Today@Sam Article

First Beto Chair Lecturer Scheduled

Oct. 17, 2017
SHSU Media Contact: Emily Binetti

Pamela Wilcox, criminal justice professor and graduate school fellow in the School of Justice at the University of Cincinnati, will present her latest research on “Communities and Crime: An Enduring American Challenge” as part of the first Beto Chair Lecture of the fall.

The presentation will be on Oct. 20 from 9:30-11 a.m. in the Hazel B. Kerper Courtroom at Sam Houston State University.

The presentation is based on her latest book of the same name, coauthored with Francis Cullen and Ben Feldmeyer, which investigates the link between crime and place. This presentation provides an intellectual history that traces how varying images of community have evolved over time and how these images have influenced criminological thinking and criminal justice policy. PamelaWilcox630

In particular, Wilcox will discuss five defining images of community: community as social disorganization; community as truly disadvantaged; community as a criminal subculture; community as crime opportunity; and community as a site of efficacy and resilience.

Each image presents a different perspective on why some neighborhoods produce so much crime, thus also implying unique approaches to crime control and criminal justice policy.

Wilcox’s research focuses on developing and testing theories of crime, victimization and crime prevention, especially how they influence schools and communities.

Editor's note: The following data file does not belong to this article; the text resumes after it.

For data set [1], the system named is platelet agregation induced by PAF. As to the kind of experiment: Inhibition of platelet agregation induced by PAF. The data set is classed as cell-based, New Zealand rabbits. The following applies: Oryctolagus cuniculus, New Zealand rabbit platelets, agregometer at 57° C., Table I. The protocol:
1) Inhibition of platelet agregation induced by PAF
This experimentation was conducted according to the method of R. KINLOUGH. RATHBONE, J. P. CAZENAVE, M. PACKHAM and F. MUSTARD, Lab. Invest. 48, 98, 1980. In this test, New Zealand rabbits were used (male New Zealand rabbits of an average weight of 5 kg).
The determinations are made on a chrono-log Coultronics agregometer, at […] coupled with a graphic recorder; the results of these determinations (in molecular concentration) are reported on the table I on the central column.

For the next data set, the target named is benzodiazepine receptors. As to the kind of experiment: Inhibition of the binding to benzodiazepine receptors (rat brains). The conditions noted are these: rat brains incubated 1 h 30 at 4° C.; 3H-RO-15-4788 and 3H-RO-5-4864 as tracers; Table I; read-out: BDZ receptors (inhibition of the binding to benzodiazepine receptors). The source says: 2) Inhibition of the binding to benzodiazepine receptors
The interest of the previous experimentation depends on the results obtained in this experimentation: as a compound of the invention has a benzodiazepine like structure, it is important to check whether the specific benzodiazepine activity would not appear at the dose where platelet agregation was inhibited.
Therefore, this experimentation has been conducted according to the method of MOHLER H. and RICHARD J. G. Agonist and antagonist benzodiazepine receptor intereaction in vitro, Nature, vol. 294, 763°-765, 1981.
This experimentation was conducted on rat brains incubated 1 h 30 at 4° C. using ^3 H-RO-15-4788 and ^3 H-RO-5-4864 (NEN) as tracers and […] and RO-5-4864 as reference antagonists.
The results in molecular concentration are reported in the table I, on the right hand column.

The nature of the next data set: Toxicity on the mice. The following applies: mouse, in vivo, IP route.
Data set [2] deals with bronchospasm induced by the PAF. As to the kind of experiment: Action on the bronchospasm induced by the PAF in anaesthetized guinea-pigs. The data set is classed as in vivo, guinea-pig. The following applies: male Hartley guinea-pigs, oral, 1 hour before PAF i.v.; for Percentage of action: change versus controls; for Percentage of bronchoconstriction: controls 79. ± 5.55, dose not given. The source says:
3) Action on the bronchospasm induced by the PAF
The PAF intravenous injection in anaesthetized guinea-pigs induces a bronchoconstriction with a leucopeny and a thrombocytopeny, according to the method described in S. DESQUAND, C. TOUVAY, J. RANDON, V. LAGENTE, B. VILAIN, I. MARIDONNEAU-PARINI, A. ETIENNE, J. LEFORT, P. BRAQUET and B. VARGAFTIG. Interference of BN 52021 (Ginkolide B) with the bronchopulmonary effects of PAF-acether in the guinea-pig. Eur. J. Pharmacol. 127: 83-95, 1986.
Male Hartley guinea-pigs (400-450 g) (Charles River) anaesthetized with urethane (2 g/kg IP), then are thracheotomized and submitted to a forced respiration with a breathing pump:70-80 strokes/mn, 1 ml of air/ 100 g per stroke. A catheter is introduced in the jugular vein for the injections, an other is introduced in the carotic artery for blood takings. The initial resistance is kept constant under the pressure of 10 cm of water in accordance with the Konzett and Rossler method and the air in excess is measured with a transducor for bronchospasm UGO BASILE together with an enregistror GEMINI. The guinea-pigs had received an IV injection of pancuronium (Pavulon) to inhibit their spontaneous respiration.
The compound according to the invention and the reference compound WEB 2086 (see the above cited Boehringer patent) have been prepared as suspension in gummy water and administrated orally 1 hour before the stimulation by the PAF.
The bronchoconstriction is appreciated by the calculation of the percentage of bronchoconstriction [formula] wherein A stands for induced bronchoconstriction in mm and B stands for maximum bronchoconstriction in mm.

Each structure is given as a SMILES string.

Wilcox is also the author of “Criminal Circumstance: A Dynamic Multicontextual Criminal Opportunity Theory” and co-editor of “The Encyclopedia of Criminological Theory,” “The Oxford Handbook of Criminological Theory,” “Criminological Theory: Past to Present,” and “Challenging Criminological Theory: The Legacy of Ruth Rosner Kornhauser.”

Her work also has been published in peer-reviewed journals, such as Criminology, Journal of Research in Crime and Delinquency, Justice Quarterly, Journal of Quantitative Criminology, Violence and Victims, and Journal of School Violence.

Wilcox served as a co-principal investigator of several federally-funded studies examining school-based offending and victimization, student fear of crime and perceptions of safety, and bar-related violence. She is a former deputy editor of Justice Quarterly, a current associate editor of Journal of Research in Crime and Delinquency and Criminal Justice Review, and she serves on the editorial boards of Criminology and Victims and Offenders.

Wilcox received her Ph.D. in Sociology from Duke University and began her teaching career at the University of Kentucky before joining the University of Cincinnati in 2004. She served as the chair of the Crime, Law and Deviance Section of the American Sociological Association and was an elected executive counselor for the American Society of Criminology. She has been elected to serve as Vice-President for the American Society of Criminology during the 2019 term.

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